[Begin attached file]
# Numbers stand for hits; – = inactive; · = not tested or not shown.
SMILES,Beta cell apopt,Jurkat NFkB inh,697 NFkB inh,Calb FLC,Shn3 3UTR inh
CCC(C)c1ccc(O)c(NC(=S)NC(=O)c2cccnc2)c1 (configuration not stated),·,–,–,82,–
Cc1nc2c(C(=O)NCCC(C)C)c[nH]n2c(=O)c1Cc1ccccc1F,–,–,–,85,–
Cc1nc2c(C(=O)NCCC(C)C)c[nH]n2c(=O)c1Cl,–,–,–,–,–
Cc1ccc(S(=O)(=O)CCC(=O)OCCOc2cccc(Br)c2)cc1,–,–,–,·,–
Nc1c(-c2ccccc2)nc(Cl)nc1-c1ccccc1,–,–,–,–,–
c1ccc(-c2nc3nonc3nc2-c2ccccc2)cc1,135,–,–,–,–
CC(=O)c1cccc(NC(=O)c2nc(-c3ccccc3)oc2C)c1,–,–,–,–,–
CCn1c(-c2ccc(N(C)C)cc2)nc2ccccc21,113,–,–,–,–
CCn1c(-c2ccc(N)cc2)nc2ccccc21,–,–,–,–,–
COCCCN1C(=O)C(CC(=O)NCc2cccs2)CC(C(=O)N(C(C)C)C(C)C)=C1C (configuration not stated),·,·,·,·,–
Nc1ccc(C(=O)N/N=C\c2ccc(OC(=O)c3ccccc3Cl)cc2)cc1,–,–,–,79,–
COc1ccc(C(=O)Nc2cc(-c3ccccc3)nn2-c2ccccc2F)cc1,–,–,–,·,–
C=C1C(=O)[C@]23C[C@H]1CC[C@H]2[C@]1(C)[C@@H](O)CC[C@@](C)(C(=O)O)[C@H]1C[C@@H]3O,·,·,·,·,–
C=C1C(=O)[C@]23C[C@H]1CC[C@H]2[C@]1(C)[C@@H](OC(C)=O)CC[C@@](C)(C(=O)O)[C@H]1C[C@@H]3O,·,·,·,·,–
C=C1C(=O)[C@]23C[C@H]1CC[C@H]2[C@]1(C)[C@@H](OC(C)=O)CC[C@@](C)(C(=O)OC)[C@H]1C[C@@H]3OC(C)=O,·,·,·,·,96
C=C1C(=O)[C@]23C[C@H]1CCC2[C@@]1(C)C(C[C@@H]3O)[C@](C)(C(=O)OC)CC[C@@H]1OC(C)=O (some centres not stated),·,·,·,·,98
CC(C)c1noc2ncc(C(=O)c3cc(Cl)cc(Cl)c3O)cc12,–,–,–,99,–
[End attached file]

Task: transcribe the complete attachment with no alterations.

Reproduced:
# Numbers stand for hits; – = inactive; · = not tested or not shown.
SMILES,Beta cell apopt,Jurkat NFkB inh,697 NFkB inh,Calb FLC,Shn3 3UTR inh
CCC(C)c1ccc(O)c(NC(=S)NC(=O)c2cccnc2)c1 (configuration not stated),·,–,–,82,–
Cc1nc2c(C(=O)NCCC(C)C)c[nH]n2c(=O)c1Cc1ccccc1F,–,–,–,85,–
Cc1nc2c(C(=O)NCCC(C)C)c[nH]n2c(=O)c1Cl,–,–,–,–,–
Cc1ccc(S(=O)(=O)CCC(=O)OCCOc2cccc(Br)c2)cc1,–,–,–,·,–
Nc1c(-c2ccccc2)nc(Cl)nc1-c1ccccc1,–,–,–,–,–
c1ccc(-c2nc3nonc3nc2-c2ccccc2)cc1,135,–,–,–,–
CC(=O)c1cccc(NC(=O)c2nc(-c3ccccc3)oc2C)c1,–,–,–,–,–
CCn1c(-c2ccc(N(C)C)cc2)nc2ccccc21,113,–,–,–,–
CCn1c(-c2ccc(N)cc2)nc2ccccc21,–,–,–,–,–
COCCCN1C(=O)C(CC(=O)NCc2cccs2)CC(C(=O)N(C(C)C)C(C)C)=C1C (configuration not stated),·,·,·,·,–
Nc1ccc(C(=O)N/N=C\c2ccc(OC(=O)c3ccccc3Cl)cc2)cc1,–,–,–,79,–
COc1ccc(C(=O)Nc2cc(-c3ccccc3)nn2-c2ccccc2F)cc1,–,–,–,·,–
C=C1C(=O)[C@]23C[C@H]1CC[C@H]2[C@]1(C)[C@@H](O)CC[C@@](C)(C(=O)O)[C@H]1C[C@@H]3O,·,·,·,·,–
C=C1C(=O)[C@]23C[C@H]1CC[C@H]2[C@]1(C)[C@@H](OC(C)=O)CC[C@@](C)(C(=O)O)[C@H]1C[C@@H]3O,·,·,·,·,–
C=C1C(=O)[C@]23C[C@H]1CC[C@H]2[C@]1(C)[C@@H](OC(C)=O)CC[C@@](C)(C(=O)OC)[C@H]1C[C@@H]3OC(C)=O,·,·,·,·,96
C=C1C(=O)[C@]23C[C@H]1CCC2[C@@]1(C)C(C[C@@H]3O)[C@](C)(C(=O)OC)CC[C@@H]1OC(C)=O (some centres not stated),·,·,·,·,98
CC(C)c1noc2ncc(C(=O)c3cc(Cl)cc(Cl)c3O)cc12,–,–,–,99,–